Under this kind of system, argues Huberman, buyers get a better price for covering their future -- but still uncertain -- resource requirements, while suppliers get predictable demand. An online merchant that reserves IT time, for example, gets assurance that it will have the computing capacity it requires to meet its own customers' needs during peak periods.

The result: peak-time reservation prices are lower for the buyer, and the supplier has an accurate (and therefore profitable) way of knowing what demand is going to be.

Predicting demand

For such a model to work well, however, buyers need to be able to realistically predict what their demand for any particular resource will be days, weeks, or even months ahead.

“We have a simulator tool that will do that,” says Huberman. “It allows you to measure past usage and predict how you would price in the future.”

This simulator, designed for data center customers, estimates the cost of new reservations from a set of historical customer data. It allows users to adjust the amount of CPU power, memory and bandwidth they might need, and then be either more aggressive or conservative about future demand.

All this, Huberman argues, provides “a powerful ‘what-if’ capability to both the resource provider and the customer for estimating outright costs and risks associated with fluctuations in customer demand.”

Possible applications

The HP team is hoping to trial their new reservation model soon within HP Labs.

One candidate for such testing is the Labs’ new virtualized market system for allocating resources in distributed computer clusters.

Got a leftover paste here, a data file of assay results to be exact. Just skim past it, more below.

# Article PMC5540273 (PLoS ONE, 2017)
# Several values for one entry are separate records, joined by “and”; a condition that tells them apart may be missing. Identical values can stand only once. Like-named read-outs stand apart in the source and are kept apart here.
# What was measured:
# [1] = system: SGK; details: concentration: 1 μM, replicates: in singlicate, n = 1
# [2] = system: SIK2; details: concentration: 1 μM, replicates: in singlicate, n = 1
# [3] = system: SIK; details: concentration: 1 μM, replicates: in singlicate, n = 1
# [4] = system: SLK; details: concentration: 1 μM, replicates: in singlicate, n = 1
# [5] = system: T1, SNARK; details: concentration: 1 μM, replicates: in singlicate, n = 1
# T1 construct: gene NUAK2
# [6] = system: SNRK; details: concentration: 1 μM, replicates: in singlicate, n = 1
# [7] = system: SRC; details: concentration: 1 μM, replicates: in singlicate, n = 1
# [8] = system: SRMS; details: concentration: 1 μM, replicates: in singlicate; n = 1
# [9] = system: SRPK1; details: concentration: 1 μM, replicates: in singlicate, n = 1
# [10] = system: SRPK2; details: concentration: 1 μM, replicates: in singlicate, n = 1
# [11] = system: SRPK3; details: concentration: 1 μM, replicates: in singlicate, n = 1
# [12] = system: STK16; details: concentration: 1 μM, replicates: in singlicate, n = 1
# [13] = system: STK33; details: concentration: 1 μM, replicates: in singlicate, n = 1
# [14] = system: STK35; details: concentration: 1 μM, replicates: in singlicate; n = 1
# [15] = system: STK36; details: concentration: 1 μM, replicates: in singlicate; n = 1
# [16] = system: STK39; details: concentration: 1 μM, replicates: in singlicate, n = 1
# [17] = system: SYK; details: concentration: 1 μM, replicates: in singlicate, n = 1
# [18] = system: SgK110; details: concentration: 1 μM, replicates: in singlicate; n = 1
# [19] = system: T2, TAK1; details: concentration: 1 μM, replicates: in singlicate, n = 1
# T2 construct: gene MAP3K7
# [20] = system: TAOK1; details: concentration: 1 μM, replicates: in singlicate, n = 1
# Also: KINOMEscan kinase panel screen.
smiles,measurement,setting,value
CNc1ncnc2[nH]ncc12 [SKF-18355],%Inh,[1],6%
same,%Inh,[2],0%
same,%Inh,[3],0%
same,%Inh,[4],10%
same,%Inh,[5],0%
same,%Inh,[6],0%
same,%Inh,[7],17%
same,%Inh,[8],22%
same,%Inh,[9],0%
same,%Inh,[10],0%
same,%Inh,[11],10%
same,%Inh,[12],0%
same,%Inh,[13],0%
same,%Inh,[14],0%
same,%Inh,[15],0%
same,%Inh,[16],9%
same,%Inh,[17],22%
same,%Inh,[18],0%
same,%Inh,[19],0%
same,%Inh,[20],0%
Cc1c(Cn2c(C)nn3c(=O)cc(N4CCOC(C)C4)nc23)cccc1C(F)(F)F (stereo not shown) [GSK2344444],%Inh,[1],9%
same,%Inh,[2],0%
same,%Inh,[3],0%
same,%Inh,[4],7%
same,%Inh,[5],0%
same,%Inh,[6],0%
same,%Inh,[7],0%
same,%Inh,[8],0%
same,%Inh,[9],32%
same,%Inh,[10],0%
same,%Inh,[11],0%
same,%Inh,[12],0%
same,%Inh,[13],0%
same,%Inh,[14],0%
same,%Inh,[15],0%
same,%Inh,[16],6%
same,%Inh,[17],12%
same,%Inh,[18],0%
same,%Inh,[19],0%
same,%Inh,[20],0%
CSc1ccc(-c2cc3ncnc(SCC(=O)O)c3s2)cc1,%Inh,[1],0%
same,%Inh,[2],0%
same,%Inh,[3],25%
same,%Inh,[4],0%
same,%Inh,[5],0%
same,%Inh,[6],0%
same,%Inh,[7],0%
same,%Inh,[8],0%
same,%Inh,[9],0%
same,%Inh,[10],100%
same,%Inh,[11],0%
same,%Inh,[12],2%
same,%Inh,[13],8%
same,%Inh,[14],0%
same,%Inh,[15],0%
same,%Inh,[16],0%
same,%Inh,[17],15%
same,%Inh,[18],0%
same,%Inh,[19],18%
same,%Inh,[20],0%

With this system, a customer pays for usage in a kind of resource spot market. This allocates the cluster more efficiently than the more common time-sharing model, and it allows users to change allocations in seconds. Adding ‘truth-telling’ reservations should only improve the resource-allocation system’s power to efficiently allocate IT resources.

Huberman also hopes the model will find broader use.

For many industries, he says, the issue of reservations is huge.
Airplane tickets, hotel room reservations, even the financial services, all need an efficient reservation system to manage peak demand, he notes.

The power of markets

If Huberman, Wu and Zhang’s ideas are widely adopted, expect changes to hit even the humble office cubicle.

“Today we are over-provisioning IT,” notes Huberman. “I have a desktop. It’s incredibly powerful, but half the time it’s not being used.

“It’s the same as the difference between having access to any airplane for free and having to pay a ticket when you really need to fly,” he explains, suggesting we should all have budgets for the compute time we use at work.

“Markets are good,” Huberman adds, “because they force you to express your preference by paying a price.”


Related links

» Information Dynamics Lab
» Bernardo Huberman

News and events

» Recent news stories
» Archived news stories


Related tech reports:

» Truth-telling reservations (requires Adobe Reader)
» Swing options: A mechanism for pricing peak IT demand
» Tycoon: a distributed market-based resource allocation system


Researcher Li Zhang, HP Senior Fellow Bernardo Huberman and researcher Fang Wu

Researcher Li Zhang, HP Senior Fellow Bernardo Huberman and researcher Fang Wu